Some Canadian provinces as well as some countries around the world are starting to open up. CP photo

Employment lawyers on returning to work during and after the pandemic

Most employees will have to return to work if their employer is meeting all of the safety guidelines

TORONTO — As provinces begin the slow process of reopening their economies and people start returning to the workplace, questions abound about the rights of employees and responsibilities of employers in the aftermath of COVID-19.

The Canadian Press asked two employment lawyers, Adam Savaglio, a partner at Scarfone Hawkins LLP, and Lior Samfiru of Samfiru Tumarkin LLP to answer some oft-asked questions about the legalities of getting back to work.

Do employees have to go back to work if they’re asked to, or can they continue working remotely?

Most employees will have to return to work if their employer is meeting all of the safety guidelines set out by the government, lawyers say. But they note there are some exceptions.

For instance, an employee who is the primary caregiver for a child and doesn’t have alternate care will be able to stay home from work and continue accepting government benefits without fear of losing their job, Savaglio said.

And he said employees don’t have to accept working for fewer hours or less pay.

“Can the employer modify your hours like, hey, come back three days a week? No, they can’t,” Savaglio said. ”They have to get into an agreement with you. They’re creating a new employment contract with new employment terms.”

Savaglio said there are some questions that don’t have answers yet.

“We’re in an unprecedented time and lawyers go by legal precedent,” he said.

But it seems some excuses won’t fly. For instance, it’s the employee’s legal responsibility to get to work, which could present difficulties if the employee doesn’t have their own car and worries about the safety of public transit.

Savaglio said in cases like that, it’s in the employer’s interest to be flexible with their workers.

“It’s in these times that really there should be a duty to co-operate between the employer and the employee, where you go back and forth to try to figure out what’s the best circumstance for me to perform my duties under my employment contract,” he said.

What can employees reasonably expect of their employers when it’s time to return to the workplace?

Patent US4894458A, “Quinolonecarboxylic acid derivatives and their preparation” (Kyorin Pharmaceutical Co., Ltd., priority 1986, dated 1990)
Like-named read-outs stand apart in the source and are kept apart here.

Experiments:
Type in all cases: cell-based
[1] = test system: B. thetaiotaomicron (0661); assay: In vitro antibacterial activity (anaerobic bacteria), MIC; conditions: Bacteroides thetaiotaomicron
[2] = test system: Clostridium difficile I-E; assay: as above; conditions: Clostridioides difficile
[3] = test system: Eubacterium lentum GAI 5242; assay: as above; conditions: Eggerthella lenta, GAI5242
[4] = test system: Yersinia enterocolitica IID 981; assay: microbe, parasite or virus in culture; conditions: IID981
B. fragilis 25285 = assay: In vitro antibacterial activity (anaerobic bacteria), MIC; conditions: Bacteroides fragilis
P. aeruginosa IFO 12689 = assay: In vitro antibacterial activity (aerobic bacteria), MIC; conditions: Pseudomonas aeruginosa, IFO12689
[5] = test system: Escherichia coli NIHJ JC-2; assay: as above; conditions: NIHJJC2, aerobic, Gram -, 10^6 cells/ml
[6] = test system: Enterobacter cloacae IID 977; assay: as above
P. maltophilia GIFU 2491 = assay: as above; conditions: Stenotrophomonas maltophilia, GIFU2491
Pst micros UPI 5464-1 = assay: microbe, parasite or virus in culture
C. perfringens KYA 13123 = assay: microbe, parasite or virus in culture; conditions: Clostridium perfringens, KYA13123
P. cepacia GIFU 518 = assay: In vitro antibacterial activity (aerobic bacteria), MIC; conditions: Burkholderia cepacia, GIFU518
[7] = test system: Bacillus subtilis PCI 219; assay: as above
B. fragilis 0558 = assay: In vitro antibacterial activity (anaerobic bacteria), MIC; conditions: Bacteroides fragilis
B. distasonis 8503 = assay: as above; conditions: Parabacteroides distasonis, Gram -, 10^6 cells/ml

“An employer must follow each and every single requirement that’s imposed by the government and by health authorities that may be industry specific,” Samfiru said.

For instance, in Manitoba, retail stores have been allowed to reopen at half-occupancy, as have restaurant patios. In Ontario, retail locations with a street entrance will be allowed to open for curbside pickup this week.

Samfiru added that those guidelines may change over time, and “it is up to the employer to stay up to date.”

If an employee feels that their employer isn’t doing enough to protect them from the virus, what can they do?

“There is a legal process that an employee can engage in if the work is unsafe. It’s called a work refusal, which may also require the company to call in an inspector from the Ministry of Labour, who can then determine whether in fact the work is safe or not,” Samfiru said.

He said those inspectors will have their work cut out for them, because they’ve been trained to make sure equipment is working properly and safety measures are in place. Evaluating the spread of a virus is untrodden territory.

Does an employee have to tell their employer if they’ve had COVID-19?

A staffer doesn’t have to tell their boss if they were diagnosed and then cleared of the virus before returning to work, Samfiru said. But if the person may have recently been exposed to COVID-19, they have a duty to report it to their employer.

“If you’re in a situation where you could conceivably be putting others at risk and you know about that, you must tell your employer,” he said. “You must allow them to understand how to deal with you and then whether they need to exclude you from the from work or maybe require other employees to self-isolate or even shut down the business completely.”

He added that if an employee knowingly puts their coworkers at risk without informing them, they could be personally liable.

The decision of whether to disclose is one of common sense, he added.

“If you know someone that had the virus and now you’re not feeling well, reasonably you would expect that there’s a problem,” he said. “If you’ve been self-isolated at home for the last two months, and now you have a cold, you probably are not going to think that there’s a real risk there.”


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